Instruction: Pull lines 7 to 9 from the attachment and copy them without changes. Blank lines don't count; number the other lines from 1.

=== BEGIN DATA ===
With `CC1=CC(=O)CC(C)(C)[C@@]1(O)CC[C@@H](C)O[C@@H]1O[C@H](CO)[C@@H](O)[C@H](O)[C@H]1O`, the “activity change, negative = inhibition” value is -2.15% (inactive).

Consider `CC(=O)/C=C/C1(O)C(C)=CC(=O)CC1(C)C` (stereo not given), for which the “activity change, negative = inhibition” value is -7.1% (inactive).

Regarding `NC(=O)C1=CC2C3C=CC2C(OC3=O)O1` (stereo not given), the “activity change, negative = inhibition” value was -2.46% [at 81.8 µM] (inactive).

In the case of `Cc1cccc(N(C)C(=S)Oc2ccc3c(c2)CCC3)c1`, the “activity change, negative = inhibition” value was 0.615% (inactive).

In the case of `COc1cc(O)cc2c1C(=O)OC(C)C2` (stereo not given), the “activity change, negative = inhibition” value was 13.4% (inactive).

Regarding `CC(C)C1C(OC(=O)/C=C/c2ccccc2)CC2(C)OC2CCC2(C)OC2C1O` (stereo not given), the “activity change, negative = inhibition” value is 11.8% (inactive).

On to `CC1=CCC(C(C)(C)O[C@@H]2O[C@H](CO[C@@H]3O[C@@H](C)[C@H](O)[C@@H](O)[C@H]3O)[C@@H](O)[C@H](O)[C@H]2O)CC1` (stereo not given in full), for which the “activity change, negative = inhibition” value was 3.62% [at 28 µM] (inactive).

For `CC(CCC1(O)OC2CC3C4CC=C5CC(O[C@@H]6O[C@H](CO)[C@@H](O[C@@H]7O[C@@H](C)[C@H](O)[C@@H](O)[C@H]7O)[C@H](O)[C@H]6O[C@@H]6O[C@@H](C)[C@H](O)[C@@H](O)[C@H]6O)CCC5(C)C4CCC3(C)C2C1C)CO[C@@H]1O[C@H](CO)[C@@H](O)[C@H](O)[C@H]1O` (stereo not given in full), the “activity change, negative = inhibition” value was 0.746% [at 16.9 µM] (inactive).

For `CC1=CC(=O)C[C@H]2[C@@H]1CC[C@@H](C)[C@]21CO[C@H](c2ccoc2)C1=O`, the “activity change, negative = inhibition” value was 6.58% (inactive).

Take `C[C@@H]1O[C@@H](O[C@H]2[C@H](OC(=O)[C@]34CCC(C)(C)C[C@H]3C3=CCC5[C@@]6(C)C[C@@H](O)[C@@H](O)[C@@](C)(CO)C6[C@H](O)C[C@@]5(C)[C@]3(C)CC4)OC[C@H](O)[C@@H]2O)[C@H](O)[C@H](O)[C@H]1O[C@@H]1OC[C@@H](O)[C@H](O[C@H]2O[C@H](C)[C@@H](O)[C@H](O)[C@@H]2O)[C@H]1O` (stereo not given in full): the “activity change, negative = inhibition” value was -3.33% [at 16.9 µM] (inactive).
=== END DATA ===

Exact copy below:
On to `CC1=CCC(C(C)(C)O[C@@H]2O[C@H](CO[C@@H]3O[C@@H](C)[C@H](O)[C@@H](O)[C@H]3O)[C@@H](O)[C@H](O)[C@H]2O)CC1` (stereo not given in full), for which the “activity change, negative = inhibition” value was 3.62% [at 28 µM] (inactive).

For `CC(CCC1(O)OC2CC3C4CC=C5CC(O[C@@H]6O[C@H](CO)[C@@H](O[C@@H]7O[C@@H](C)[C@H](O)[C@@H](O)[C@H]7O)[C@H](O)[C@H]6O[C@@H]6O[C@@H](C)[C@H](O)[C@@H](O)[C@H]6O)CCC5(C)C4CCC3(C)C2C1C)CO[C@@H]1O[C@H](CO)[C@@H](O)[C@H](O)[C@H]1O` (stereo not given in full), the “activity change, negative = inhibition” value was 0.746% [at 16.9 µM] (inactive).

For `CC1=CC(=O)C[C@H]2[C@@H]1CC[C@@H](C)[C@]21CO[C@H](c2ccoc2)C1=O`, the “activity change, negative = inhibition” value was 6.58% (inactive).